The Word Became Flesh
“In the beginning was the Word, and the Word was with God, and the Word was God. He was with God in the beginning. Through him all things were made; without him nothing was made that has been made. In him was life, and that life was the light of men. The light shines in the darkness, but the darkness has not understood it”.
John 1:1-5 (NIV)
John opens his Gospel by talking about a Word who existed in the beginning with God, and this Word was God. This was not a created being, but rather the One through whom God did all the creating.
In verse 14, we find the identity of this Word: “The Word became flesh and made his dwelling among us.”
This “Word” was none other than the One who became flesh, Jesus, the Son of God. He is one with the Father and the Holy Spirit as the second Person of the triune God, and he is one with us, fully human and fully God, representing us and substituting for us in his perfect union and communion with the Father.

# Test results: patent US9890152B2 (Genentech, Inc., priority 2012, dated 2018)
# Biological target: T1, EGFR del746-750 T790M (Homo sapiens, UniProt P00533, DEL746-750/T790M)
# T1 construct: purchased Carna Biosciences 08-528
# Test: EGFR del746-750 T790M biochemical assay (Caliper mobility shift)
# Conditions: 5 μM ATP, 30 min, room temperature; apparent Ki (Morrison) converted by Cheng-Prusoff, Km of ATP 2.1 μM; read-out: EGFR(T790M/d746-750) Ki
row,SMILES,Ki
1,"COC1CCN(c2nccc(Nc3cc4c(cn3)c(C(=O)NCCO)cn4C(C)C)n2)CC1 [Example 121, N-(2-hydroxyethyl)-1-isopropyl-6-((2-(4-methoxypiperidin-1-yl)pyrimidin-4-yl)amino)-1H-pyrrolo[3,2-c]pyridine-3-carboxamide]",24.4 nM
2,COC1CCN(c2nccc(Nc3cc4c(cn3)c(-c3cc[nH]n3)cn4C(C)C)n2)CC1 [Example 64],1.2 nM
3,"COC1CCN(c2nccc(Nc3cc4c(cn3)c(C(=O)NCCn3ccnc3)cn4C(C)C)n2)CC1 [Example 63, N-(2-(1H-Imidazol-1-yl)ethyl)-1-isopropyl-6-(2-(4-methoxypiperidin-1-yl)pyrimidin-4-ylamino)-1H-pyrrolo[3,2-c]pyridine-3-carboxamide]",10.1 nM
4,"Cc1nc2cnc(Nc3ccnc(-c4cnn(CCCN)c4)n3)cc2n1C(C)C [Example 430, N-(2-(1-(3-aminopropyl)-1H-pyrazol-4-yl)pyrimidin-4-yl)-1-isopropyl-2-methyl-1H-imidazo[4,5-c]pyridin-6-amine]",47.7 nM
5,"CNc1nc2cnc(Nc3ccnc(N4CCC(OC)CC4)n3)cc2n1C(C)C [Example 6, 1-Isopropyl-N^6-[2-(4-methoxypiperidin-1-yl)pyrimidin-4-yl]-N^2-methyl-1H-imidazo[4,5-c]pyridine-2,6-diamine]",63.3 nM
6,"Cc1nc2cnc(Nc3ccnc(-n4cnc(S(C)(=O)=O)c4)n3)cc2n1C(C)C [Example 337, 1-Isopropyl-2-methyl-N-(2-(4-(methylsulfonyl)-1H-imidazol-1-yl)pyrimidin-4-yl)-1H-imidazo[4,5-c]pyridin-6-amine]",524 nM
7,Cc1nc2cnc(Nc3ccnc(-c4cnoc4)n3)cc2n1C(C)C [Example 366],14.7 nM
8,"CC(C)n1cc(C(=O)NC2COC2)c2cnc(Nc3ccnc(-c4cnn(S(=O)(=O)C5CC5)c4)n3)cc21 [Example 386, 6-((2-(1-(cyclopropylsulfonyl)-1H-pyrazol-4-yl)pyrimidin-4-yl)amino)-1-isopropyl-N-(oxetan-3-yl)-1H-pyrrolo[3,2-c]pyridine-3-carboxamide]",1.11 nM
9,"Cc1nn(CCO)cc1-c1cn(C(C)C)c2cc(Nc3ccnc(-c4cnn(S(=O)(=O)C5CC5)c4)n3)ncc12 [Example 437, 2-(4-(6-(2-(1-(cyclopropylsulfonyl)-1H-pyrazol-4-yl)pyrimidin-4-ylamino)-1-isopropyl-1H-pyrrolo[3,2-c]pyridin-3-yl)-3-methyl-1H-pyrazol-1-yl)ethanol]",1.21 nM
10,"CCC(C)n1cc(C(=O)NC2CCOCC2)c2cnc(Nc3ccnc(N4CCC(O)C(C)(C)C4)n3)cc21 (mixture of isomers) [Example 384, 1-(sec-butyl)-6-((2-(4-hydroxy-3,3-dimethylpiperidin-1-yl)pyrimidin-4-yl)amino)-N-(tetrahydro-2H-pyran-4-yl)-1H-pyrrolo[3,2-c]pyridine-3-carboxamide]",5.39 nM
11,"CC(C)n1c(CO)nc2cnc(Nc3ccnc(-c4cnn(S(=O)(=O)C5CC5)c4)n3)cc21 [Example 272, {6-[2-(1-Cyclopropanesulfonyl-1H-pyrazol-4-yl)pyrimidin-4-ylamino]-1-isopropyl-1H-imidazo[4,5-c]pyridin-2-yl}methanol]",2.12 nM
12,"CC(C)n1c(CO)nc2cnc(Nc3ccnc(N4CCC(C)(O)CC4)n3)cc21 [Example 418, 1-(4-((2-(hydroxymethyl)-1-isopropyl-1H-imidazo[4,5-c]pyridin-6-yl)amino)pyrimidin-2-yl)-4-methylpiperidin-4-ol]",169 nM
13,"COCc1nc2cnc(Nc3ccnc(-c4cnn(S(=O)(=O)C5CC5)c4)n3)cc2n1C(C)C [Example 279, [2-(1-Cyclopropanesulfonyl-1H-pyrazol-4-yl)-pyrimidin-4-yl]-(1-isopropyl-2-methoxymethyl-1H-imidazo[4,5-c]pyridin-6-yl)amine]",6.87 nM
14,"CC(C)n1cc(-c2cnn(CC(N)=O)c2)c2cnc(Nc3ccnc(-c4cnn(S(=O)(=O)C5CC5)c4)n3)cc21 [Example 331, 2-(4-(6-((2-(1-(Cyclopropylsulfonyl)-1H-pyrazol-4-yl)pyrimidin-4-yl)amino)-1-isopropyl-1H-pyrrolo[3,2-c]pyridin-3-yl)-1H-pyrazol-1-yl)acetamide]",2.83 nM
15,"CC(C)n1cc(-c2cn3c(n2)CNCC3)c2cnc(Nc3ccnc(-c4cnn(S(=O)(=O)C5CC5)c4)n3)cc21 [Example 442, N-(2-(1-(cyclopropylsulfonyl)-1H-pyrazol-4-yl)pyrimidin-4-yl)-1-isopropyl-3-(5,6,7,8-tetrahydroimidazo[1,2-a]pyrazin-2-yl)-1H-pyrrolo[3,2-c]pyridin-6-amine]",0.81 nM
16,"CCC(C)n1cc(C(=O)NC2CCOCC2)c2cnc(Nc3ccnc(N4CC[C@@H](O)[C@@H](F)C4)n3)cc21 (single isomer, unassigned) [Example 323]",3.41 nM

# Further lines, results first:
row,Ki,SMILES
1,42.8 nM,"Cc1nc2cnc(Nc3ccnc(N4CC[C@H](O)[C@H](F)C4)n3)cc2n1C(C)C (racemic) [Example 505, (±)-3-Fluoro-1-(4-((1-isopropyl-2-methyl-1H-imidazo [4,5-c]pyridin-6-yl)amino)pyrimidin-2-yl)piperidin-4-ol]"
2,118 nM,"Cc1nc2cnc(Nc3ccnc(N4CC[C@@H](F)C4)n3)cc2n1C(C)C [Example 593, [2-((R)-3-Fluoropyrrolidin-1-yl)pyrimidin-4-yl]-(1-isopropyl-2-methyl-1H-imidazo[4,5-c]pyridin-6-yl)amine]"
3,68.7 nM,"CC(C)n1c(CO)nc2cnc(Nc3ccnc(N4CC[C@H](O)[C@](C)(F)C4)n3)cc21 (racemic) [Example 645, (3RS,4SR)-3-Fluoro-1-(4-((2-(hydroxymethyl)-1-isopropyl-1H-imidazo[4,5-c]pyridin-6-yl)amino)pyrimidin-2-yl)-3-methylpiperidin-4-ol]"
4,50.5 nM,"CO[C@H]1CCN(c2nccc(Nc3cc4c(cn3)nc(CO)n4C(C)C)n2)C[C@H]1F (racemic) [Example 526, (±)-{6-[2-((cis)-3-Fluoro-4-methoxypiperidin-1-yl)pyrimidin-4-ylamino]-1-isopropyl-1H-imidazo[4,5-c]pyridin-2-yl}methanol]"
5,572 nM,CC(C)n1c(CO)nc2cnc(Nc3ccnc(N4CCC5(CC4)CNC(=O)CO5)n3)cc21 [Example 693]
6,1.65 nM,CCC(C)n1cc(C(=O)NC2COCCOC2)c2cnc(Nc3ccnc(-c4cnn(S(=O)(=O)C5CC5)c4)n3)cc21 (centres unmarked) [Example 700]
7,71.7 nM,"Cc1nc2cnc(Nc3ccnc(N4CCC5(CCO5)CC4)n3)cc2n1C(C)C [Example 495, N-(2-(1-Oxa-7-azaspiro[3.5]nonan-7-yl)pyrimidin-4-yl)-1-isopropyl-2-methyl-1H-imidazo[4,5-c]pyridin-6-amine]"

By using the term “Word” to describe Jesus, John was using a term that had rich meaning to Greek and Jewish philosophers. They believed that God had created everything through his “word,” or “wisdom.” They thought of the “Word” as the rationality and creativity behind the universe.
John used this idea to explain who Jesus is: the Word become flesh. John wanted his readers to know that Jesus did not just bring a message from God and about God-he himself was the message. Jesus showed us up close, in the flesh, what the Father is like.
Shortly before Jesus was killed, Philip asked him, “Lord, show us the Father” (14:8). And Jesus answered: “Don’t you know me, Philip, even after I have been among you for such a long time? Anyone who has seen me has seen the Father” (v. 9). If you want to know what God is like, then study Jesus.
John 1:18 says that Jesus is “God the One and Only, who is at the Father’s side“-and he “has made the Father known.” Jesus personifies the love God has for us. In Jesus, we see the heart of the Father toward us.
Jesus, the beloved of the Father, has made the Father known, and the more, through Jesus, we come to know the Father, the more we understand that in Jesus we are the Father’s beloved too.
Father, thank you that Jesus reveals who are you, and that through him you make your endless compassion and grace known to me.
Study by Joseph Tkach